Winter in Idaho
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According to the Farmer’s Almanac, southern Idaho can expect another month of cold weather.
According to Visit Idaho, there is still time to experience these three-great winter activities.
Skijoring. A crazy competition that is half rodeo half skiing. Originally used as a means of transportation in the Scandinavian countries, the horses pull ski racers through a race course with gates and jumps up to 50 miles per hour. Next race is the Wood River Extreme, February 17 & 18th, Hailey, Idaho.
Ski the moon. Dark, jagged rocks protruding from deep layers of snow, on the dormant volcano site of Craters of the Moon National Monument and Preserve gives you the Star Wars sensation. The seven-mile Loop Drive is groomed for cross country skiing as well as a 1.5-mile Snowshoe Loop Trail. May the force be with you.
No tub hot tub. Natural geothermal hot springs in Idaho with the snow falling around you. Priceless. Who wants the chlorine and chemical cleaned water of a hot tub when you can hike to a remote hot spring and relax in the silence of nature.
Three more fantastic reasons to live in Idaho.
For waterfall-chasers, it often comes as a surprise that Idaho is home to such an abundance of scenic cascades across the state – some that even top Niagara Falls in height! But while many of these spectacular falls are tucked away in the untamed corners of our stunning mountain ranges and require determined hikes to reach, others are renowned landmarks that draw thousands of visitors and photographers every year to be enchanted by their roaring, magnificent beauty. Fortunately, Idaho’s picturesque beauty doesn’t stop as the temperature drops; Idaho’s plummeting natural wonders often transform into glittering, icy spectacles during the winter and offer surprisingly unique photo ops and recreation opportunities for those willing to brave the chill. Here are eight waterfalls in the Gem State that are just as mesmerizing in the winter as they are during the spring.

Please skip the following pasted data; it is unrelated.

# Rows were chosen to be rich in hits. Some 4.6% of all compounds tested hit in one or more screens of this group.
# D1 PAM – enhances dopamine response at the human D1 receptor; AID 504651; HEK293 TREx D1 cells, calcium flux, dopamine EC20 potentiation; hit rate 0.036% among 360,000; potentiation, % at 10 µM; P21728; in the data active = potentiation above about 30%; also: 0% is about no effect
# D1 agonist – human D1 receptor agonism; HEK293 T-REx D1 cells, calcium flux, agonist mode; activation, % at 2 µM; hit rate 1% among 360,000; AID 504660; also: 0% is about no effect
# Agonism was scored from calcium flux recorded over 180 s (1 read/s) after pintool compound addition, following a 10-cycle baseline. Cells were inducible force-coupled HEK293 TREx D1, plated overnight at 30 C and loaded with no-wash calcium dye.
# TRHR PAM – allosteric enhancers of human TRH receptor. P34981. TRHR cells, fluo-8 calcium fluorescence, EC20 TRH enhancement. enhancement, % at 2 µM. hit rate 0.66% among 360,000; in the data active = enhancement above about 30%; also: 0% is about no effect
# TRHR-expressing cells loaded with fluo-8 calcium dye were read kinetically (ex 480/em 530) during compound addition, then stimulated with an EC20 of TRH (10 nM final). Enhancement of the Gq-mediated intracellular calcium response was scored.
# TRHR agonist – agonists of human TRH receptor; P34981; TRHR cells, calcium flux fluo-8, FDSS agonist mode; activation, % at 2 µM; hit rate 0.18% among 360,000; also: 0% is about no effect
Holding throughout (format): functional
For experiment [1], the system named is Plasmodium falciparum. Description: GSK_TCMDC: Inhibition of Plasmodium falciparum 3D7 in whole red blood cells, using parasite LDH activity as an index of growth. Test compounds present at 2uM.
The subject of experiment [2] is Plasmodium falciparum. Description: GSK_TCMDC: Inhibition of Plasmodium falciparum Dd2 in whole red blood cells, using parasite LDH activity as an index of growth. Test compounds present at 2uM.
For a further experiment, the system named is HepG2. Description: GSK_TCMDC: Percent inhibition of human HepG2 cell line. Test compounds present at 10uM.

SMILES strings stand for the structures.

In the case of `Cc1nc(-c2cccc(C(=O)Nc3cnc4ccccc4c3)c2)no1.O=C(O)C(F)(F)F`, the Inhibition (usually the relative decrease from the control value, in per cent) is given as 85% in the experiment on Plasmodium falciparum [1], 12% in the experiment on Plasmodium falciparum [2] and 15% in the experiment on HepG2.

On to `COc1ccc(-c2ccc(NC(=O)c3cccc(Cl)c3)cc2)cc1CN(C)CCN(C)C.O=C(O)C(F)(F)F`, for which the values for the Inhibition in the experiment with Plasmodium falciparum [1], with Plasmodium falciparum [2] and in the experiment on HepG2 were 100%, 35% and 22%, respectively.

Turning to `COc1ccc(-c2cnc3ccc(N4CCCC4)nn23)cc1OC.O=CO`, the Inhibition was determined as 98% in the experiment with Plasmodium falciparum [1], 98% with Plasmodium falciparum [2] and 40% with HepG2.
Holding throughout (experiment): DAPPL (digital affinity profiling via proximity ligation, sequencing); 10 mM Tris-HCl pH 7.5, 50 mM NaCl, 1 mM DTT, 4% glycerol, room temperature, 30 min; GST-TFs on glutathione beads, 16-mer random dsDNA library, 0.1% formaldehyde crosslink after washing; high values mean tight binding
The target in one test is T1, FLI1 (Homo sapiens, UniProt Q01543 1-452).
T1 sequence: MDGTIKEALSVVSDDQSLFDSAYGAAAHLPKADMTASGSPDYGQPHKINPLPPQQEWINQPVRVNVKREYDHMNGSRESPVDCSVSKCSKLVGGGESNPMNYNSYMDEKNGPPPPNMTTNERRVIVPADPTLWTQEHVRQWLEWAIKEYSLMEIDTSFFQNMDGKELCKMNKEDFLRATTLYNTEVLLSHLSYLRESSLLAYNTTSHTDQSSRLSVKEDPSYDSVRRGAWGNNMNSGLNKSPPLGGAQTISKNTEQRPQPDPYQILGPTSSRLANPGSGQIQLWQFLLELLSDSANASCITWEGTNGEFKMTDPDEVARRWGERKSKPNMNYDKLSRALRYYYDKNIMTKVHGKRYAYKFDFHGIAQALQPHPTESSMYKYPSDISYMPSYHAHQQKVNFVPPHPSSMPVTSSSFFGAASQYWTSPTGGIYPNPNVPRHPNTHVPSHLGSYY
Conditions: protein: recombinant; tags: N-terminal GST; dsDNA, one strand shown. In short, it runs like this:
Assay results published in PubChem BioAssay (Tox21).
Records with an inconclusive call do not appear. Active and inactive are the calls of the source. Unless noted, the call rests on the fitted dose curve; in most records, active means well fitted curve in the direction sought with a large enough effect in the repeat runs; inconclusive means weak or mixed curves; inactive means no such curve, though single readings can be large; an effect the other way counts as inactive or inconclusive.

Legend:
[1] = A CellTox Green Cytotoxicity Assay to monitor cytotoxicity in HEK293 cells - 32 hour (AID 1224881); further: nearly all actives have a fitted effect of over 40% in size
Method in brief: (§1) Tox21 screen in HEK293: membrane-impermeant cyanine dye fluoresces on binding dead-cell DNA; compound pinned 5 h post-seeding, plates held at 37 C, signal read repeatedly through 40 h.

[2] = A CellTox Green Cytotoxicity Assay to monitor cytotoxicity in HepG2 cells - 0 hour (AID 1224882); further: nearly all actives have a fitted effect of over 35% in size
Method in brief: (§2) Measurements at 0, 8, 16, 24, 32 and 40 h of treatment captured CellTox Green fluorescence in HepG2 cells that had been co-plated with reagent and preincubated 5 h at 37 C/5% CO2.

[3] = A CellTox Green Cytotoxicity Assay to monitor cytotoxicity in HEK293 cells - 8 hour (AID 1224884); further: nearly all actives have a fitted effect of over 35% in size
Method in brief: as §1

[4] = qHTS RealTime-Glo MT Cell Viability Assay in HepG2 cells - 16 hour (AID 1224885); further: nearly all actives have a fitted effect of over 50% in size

Towering at over 212 feet, Shoshone Falls is a true Idaho treasure that is beautiful no matter when you visit. But come winter, you’ll want to bring along a camera to capture the beauty of this icy wonderland and its neighboring cascades.